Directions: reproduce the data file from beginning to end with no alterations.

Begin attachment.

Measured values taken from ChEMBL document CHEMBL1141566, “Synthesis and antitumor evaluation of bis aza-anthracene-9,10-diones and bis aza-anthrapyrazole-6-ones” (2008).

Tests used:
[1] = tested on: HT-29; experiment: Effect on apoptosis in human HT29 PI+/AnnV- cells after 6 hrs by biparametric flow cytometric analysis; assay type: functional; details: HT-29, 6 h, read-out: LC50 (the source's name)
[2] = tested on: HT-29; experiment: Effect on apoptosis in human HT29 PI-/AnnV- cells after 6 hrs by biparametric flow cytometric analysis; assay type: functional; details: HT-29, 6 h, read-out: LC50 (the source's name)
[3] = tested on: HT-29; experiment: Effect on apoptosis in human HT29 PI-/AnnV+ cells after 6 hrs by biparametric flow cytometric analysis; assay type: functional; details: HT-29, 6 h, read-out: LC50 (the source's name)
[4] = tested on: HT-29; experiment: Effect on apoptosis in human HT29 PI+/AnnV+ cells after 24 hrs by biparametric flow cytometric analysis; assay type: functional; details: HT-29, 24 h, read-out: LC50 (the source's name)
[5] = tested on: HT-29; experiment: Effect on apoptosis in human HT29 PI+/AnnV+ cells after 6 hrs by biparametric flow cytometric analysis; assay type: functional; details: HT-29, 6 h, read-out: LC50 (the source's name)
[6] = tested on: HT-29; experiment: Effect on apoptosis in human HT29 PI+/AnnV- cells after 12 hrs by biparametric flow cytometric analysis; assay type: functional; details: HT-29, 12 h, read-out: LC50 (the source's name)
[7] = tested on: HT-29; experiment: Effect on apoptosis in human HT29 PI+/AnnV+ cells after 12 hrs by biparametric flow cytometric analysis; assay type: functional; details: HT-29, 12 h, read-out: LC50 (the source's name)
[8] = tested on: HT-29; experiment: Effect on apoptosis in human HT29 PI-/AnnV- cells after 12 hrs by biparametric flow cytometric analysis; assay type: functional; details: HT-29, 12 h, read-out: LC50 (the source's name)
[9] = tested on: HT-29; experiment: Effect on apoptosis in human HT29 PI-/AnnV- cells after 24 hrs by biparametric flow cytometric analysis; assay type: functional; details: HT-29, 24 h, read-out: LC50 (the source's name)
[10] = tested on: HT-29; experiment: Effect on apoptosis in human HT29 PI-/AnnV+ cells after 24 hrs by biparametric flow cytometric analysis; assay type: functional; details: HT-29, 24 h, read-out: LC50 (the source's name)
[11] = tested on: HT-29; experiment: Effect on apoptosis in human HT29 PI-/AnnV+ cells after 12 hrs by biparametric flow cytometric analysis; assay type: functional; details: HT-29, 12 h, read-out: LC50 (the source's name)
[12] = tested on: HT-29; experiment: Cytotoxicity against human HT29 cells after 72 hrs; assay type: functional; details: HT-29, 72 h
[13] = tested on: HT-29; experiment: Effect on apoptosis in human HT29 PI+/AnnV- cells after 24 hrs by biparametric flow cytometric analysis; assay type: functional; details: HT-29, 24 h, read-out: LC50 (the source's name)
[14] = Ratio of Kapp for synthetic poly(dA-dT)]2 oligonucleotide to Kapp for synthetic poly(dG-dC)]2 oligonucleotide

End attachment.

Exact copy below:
Measured values taken from ChEMBL document CHEMBL1141566, “Synthesis and antitumor evaluation of bis aza-anthracene-9,10-diones and bis aza-anthrapyrazole-6-ones” (2008).

Tests used:
[1] = tested on: HT-29; experiment: Effect on apoptosis in human HT29 PI+/AnnV- cells after 6 hrs by biparametric flow cytometric analysis; assay type: functional; details: HT-29, 6 h, read-out: LC50 (the source's name)
[2] = tested on: HT-29; experiment: Effect on apoptosis in human HT29 PI-/AnnV- cells after 6 hrs by biparametric flow cytometric analysis; assay type: functional; details: HT-29, 6 h, read-out: LC50 (the source's name)
[3] = tested on: HT-29; experiment: Effect on apoptosis in human HT29 PI-/AnnV+ cells after 6 hrs by biparametric flow cytometric analysis; assay type: functional; details: HT-29, 6 h, read-out: LC50 (the source's name)
[4] = tested on: HT-29; experiment: Effect on apoptosis in human HT29 PI+/AnnV+ cells after 24 hrs by biparametric flow cytometric analysis; assay type: functional; details: HT-29, 24 h, read-out: LC50 (the source's name)
[5] = tested on: HT-29; experiment: Effect on apoptosis in human HT29 PI+/AnnV+ cells after 6 hrs by biparametric flow cytometric analysis; assay type: functional; details: HT-29, 6 h, read-out: LC50 (the source's name)
[6] = tested on: HT-29; experiment: Effect on apoptosis in human HT29 PI+/AnnV- cells after 12 hrs by biparametric flow cytometric analysis; assay type: functional; details: HT-29, 12 h, read-out: LC50 (the source's name)
[7] = tested on: HT-29; experiment: Effect on apoptosis in human HT29 PI+/AnnV+ cells after 12 hrs by biparametric flow cytometric analysis; assay type: functional; details: HT-29, 12 h, read-out: LC50 (the source's name)
[8] = tested on: HT-29; experiment: Effect on apoptosis in human HT29 PI-/AnnV- cells after 12 hrs by biparametric flow cytometric analysis; assay type: functional; details: HT-29, 12 h, read-out: LC50 (the source's name)
[9] = tested on: HT-29; experiment: Effect on apoptosis in human HT29 PI-/AnnV- cells after 24 hrs by biparametric flow cytometric analysis; assay type: functional; details: HT-29, 24 h, read-out: LC50 (the source's name)
[10] = tested on: HT-29; experiment: Effect on apoptosis in human HT29 PI-/AnnV+ cells after 24 hrs by biparametric flow cytometric analysis; assay type: functional; details: HT-29, 24 h, read-out: LC50 (the source's name)
[11] = tested on: HT-29; experiment: Effect on apoptosis in human HT29 PI-/AnnV+ cells after 12 hrs by biparametric flow cytometric analysis; assay type: functional; details: HT-29, 12 h, read-out: LC50 (the source's name)
[12] = tested on: HT-29; experiment: Cytotoxicity against human HT29 cells after 72 hrs; assay type: functional; details: HT-29, 72 h
[13] = tested on: HT-29; experiment: Effect on apoptosis in human HT29 PI+/AnnV- cells after 24 hrs by biparametric flow cytometric analysis; assay type: functional; details: HT-29, 24 h, read-out: LC50 (the source's name)
[14] = Ratio of Kapp for synthetic poly(dA-dT)]2 oligonucleotide to Kapp for synthetic poly(dG-dC)]2 oligonucleotide